Next up, the dahlia. Wish me luck!

  • 7/17

    We’re in the home stretch for the wedding now. The countdown is at seven weeks. Last week, at the eight-week mark I had a mini panic attack about how close the wedding was and how much was undone. To calm myself, I sat down and tried to do two of the larger tasks that were left. I was finally able to tackle the program and the name cards for the tables.

    At first I had these grandiose plans of designing my own wedding programs. I wanted it to be sort of like a poster advertising the circus with each section being acts. So the officiant would be the ring leader, we’d be the main event, etc. I knew I wanted the programs to be attached to a wooden stick so they could be used as fans. I always get hot at weddings so I might as well make something that can be used well as a fan instead of a flimsy piece of paper.

    With these grand plans in mind I sat down at my desktop to see what I could crank out in Publisher and quickly realized this was a task for Photoshop. I dusted off my college laptop (the only computer in the house with Photoshop) and sat down to get to work. Then cried. I don’t actually have any serious design skills. I can dabble and do something simple, but nothing as beautiful as what I had envisioned. After a good hard melt down, I got onto Fiverr.com and Esty to see what I could find. Maybe someone had a template I could work off of or I could just find a pre-made program and to hell with designing.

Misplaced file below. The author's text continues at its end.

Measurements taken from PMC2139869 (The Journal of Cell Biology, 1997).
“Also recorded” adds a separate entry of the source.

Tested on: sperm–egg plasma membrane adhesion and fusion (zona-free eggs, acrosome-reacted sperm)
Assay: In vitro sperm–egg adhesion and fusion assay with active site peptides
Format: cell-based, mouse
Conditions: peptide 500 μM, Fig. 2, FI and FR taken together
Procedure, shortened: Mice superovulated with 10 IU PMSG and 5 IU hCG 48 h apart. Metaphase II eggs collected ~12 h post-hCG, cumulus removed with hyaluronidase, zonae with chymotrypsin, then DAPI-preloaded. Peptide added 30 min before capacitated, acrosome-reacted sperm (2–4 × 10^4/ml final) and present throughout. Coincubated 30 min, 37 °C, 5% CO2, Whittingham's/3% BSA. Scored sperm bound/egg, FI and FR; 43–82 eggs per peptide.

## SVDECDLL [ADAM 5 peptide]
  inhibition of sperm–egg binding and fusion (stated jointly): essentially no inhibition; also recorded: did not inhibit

Program Template by Etsy Seller BirDIYdesign

    BirDIYdesign came to my rescue. After a fairly thorough, weeklong hunt I found a nice simple, not at all what I had originally had in mind, program that cost me $16. ($5.60 for the template, $10 for two color change). I’ve come to realize I have a price where I will pay for something that will take me hours, possibly days to make myself. If I can buy it under $30, its worth it. My time is my money.

    Ticket Template by Etsy seller Eudanedigital

    The name cards I was willing to spend hours of work on to create. I knew exactly what I wanted. I saw a pin on Pinterest of some name cards an Etsy seller made that I absolutely adored. I tried to find the seller again to see if they would make them for me, but they have vanished off the face of Etsy. So instead I found a seller that had a template for them that I was able to make my own. Eudanedigital makes some snazzy, stupid cheap templates for editing. I found this one and was able to use my limited Photoshop skills to make these name cards. 

    I’m stupidly pleased with these, they came out really well and only took me about four hours to pump out. The part that took the longest was editing the image of the ferris wheel to go in the background. There are so many nooks and crannies between the spokes. Each table will be a different theme like ferris wheel, carousel, dancing bear, etc.

    Getting tasks complete lifts a HUGE burden off my shoulders. I do still need to print up the programs and name cards, but I can’t physically print them until I have all the RSVPs in and I hear back from the officiant on her official title. Next up will be the ticket booth and signs for the wedding. I can calm down, these tasks aren’t nearly as daunting as I originally thought.

    How’s your countdown going? What big projects do you have left?